Thursday, March 03, 2011

Short Takes: Who was the best Stooge?

ForeWord Reviews on the just-released ALABAMA GETAWAY by Allen Tullos: "a compelling view of Alabama’s challenges, and possibly a blueprint for meeting them. Informed readers of politics and Southern culture will be engrossed, and some likely infuriated."

C-SPAN's BookTV speaks with William S. Bush (WHO GETS A CHILDHOOD) about the failure of the American juvenile justice system.

CHOICE Reviews for Academic Libraries ranked FROM MUD TO JUG as essential ("The book is visually stunning, with color photographs of pieces that jump off the page. Newly found historical photographs are wonderful additions") and recommended both SALAMANDERS OF THE SOUTHEAST and RABBLE ROUSERS.

Savannah Morning News story on 150th anniversary of the Civil War mentions CROSSROADS OF CONFLICT.

Michigan Quarterly Review features an interview with Iain Haley Pollock (SPIT BACK A BOY, forthcoming in June); Cerise Press reviews Colin Cheney's HERE BE MONSTERS; Kyle Dargan interviewed on World Wide Word about his newest book, LOGORRHEA DEMENTIA; Allen Braden (A WREATH OF DOWN AND DROPS OF BLOOD) on Seattle's KUOW

Missiology on BEGGING AS A PATH TO PROGRESS: "Having lived in the world-class cities of Lima, Peru and Guayaquil, Ecuador, and being accosted by street urchins in other urban centers in Latin America, Swanson's book was an education for me. It altered my view of the ubiquitous begging child in those teeming metropolises."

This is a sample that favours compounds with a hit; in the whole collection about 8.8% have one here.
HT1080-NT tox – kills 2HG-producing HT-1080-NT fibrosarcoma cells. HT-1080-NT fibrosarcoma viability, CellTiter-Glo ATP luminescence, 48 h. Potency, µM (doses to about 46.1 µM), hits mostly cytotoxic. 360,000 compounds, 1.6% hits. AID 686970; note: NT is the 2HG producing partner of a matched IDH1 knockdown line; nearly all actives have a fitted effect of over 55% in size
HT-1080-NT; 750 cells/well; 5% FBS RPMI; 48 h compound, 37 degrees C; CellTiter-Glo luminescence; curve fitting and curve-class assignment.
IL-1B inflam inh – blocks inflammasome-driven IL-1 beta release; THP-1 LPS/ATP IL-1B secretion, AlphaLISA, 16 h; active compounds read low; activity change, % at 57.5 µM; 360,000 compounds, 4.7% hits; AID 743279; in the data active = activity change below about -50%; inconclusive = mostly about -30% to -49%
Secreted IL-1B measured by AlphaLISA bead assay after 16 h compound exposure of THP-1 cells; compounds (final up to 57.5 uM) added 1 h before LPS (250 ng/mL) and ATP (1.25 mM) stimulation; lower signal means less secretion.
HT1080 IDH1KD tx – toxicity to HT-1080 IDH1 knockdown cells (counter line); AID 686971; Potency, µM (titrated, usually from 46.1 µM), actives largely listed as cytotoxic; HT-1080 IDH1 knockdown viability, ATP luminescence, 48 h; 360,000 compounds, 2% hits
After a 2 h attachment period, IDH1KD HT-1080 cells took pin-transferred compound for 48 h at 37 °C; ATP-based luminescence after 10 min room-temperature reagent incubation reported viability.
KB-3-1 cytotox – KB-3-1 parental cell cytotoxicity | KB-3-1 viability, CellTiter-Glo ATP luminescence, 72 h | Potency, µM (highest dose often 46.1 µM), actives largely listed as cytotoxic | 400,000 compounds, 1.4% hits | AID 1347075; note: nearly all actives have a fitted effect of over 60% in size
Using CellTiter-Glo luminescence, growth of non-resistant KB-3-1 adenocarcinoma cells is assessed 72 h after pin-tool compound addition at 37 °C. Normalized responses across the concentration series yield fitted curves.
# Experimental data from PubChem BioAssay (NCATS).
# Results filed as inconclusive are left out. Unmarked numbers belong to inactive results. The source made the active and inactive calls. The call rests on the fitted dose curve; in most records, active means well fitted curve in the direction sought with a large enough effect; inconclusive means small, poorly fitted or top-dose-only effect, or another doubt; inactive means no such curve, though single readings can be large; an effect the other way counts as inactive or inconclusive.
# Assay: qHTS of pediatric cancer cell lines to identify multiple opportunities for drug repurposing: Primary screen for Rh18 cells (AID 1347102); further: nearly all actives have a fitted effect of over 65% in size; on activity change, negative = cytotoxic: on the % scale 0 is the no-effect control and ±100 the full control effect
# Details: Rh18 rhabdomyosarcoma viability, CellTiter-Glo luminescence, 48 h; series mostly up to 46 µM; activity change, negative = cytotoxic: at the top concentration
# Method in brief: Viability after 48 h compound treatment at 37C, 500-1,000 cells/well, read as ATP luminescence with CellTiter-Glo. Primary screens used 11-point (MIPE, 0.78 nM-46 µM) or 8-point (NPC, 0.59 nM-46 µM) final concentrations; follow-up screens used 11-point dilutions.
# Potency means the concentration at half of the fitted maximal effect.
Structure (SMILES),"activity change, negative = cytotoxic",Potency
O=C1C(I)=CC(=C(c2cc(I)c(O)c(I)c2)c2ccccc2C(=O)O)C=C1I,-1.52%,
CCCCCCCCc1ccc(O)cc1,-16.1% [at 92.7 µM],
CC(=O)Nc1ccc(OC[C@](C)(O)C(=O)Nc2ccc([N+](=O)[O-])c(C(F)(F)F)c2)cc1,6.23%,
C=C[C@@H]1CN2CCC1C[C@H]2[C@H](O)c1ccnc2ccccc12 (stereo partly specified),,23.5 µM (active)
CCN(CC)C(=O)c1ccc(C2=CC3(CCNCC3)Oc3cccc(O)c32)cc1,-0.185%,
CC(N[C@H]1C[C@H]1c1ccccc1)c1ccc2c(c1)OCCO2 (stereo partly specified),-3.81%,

"Is Hawkins's the best early biography of Johnson published in 1784-1800? It depends. Who was the best Marx Brother? The best Stooge (of The Three)? The best James Bond on film?" While holding out that Hawkins is a bit "grim and prim and irritable" for his taste, James J. Caudle argues in The New Rambler that "the careful work done by O M Brack in restoring Hawkins's Life to its complete and unabridged form may not appeal to the High Street or Main Street reader. (Their loss.) Brack's new edition will, however, for the foreseeable future form an important part of the scholarly arsenal of standard reference works of Johnson studies, especially concerning those details of Johnson's earlier life which Hawkins knew best."